Daily Reflection

From a Creighton Student's Perspective

June 24, 2011
by

Mary Clare Lally

Freshman, Accounting and Theology Double Major

Solemnity of the Nativity of St. John the Baptist
Jer 1:4-10
Ps 71:1-2, 3-4a, 5-6ab, 15ab and 17
1 Pt 1:8-12
Lk 1:5-17

We’ve all had those times where it just doesn’t seem like God is answering our prayers. We pray and pray and pray for him to heal a sick relative, give us the job we applied for, or to give us an "A" on that extremely difficult test we have to take. We have times where we hurt so much that we wonder if God is there. We have times when we feel so alone, we wonder if God is listening. We have times when we are so confused about where God is going with his plan that we wonder if we should believe anymore. Sometimes, we just want to run out into the streets and scream at God, asking why he has forsaken us.

But the fact of the matter is this: God does care. God’s plan for our life is so much bigger and more powerful than our mind can comprehend. Says the prophet Jeremiah in today’s first reading, “Before I formed you in the womb I knew you, before you were born I dedicated you, a prophet to the nations I appointed you” (Jeremiah 1:5). Surely the God who formed us in the womb, who knows how many hairs are on our head, also knows the purpose for our pain. He is answering our prayers- just according to his plan, not ours.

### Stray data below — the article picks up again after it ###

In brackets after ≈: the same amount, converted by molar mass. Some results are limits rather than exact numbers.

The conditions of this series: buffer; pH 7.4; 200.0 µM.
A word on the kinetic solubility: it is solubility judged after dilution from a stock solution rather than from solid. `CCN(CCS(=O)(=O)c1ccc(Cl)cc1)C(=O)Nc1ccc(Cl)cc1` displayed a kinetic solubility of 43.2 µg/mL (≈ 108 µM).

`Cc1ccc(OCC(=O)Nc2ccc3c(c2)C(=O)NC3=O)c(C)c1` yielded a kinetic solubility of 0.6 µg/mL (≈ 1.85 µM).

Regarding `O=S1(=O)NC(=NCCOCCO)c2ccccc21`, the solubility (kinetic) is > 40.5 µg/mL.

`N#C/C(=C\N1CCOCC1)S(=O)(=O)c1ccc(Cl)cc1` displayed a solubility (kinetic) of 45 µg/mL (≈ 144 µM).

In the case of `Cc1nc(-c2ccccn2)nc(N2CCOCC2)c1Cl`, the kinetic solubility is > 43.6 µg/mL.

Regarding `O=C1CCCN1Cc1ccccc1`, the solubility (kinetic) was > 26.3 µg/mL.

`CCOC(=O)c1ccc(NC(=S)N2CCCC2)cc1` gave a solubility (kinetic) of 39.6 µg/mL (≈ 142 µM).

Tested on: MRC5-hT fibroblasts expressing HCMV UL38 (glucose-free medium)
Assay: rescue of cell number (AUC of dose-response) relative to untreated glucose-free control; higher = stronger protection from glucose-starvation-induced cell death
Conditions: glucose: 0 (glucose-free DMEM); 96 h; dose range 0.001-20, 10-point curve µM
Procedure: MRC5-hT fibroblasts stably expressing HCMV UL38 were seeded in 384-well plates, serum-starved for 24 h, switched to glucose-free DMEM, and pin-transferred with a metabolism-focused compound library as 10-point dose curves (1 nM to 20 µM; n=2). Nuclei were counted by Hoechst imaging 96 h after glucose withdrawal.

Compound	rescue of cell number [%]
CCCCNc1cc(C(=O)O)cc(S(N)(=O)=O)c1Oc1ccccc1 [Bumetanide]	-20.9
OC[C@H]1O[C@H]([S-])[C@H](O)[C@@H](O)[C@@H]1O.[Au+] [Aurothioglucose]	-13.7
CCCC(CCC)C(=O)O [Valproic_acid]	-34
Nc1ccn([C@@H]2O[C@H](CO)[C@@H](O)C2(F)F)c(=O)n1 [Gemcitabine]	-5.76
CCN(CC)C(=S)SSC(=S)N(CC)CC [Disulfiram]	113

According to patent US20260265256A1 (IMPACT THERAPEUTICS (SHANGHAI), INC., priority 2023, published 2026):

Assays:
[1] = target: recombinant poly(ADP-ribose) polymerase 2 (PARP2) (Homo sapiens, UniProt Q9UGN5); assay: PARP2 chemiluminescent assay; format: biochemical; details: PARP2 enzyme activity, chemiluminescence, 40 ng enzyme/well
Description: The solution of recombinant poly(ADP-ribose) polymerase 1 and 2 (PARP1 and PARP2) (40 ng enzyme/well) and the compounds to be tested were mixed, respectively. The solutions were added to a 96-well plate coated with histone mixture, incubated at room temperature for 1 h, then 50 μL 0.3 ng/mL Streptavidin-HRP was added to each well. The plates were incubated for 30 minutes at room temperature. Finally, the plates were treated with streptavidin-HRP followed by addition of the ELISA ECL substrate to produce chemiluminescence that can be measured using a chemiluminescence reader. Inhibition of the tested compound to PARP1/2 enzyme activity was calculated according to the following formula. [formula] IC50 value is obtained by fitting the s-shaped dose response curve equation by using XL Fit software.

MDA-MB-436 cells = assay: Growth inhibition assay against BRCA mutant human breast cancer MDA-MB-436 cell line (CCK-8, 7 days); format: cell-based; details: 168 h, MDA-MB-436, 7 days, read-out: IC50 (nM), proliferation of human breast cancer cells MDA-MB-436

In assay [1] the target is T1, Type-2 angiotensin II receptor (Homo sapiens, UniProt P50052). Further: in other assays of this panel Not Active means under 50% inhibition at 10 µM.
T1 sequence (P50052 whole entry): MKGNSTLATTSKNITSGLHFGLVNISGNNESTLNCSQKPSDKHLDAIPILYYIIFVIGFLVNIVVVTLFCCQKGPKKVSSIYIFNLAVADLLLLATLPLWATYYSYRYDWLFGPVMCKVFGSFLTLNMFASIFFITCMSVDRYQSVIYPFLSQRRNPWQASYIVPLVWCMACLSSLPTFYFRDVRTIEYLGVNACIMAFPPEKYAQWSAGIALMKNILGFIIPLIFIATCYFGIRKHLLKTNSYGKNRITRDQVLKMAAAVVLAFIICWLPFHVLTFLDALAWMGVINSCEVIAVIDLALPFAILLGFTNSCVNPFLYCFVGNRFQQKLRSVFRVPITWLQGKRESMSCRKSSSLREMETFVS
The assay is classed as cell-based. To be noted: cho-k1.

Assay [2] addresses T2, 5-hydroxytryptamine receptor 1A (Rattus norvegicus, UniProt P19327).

Today we celebrate the solemnity of the nativity of Saint John the Baptist. John’s father, Zechariah, exemplifies the trust we must have in God. He longed for a child, but his wife was barren and both were too old to bear children. However, his faith was strong. Upon burning incense in the sanctuary of the Lord, an angel said to him, “Do not be afraid, Zechariah, because your prayer has been heard. Your wife Elizabeth will bear you a son, and you shall name him John. And you will have joy and gladness, and many will rejoice at his birth, for he will be great in the sight of the Lord” (Luke 1:13).

Zechariah experienced years of unanswered prayers before he was gifted with a child. We are called to be like Zechariah. We must ask what we want, but pray for what is right. We must accept the way things are meant to be. There is a reason why we experience the pain, suffering, and anticipation, though it may not be clear. Even when we are feeling hurt, confused, and alone; when we question whether there is a God willing to intervene for us, we must trust that he will.

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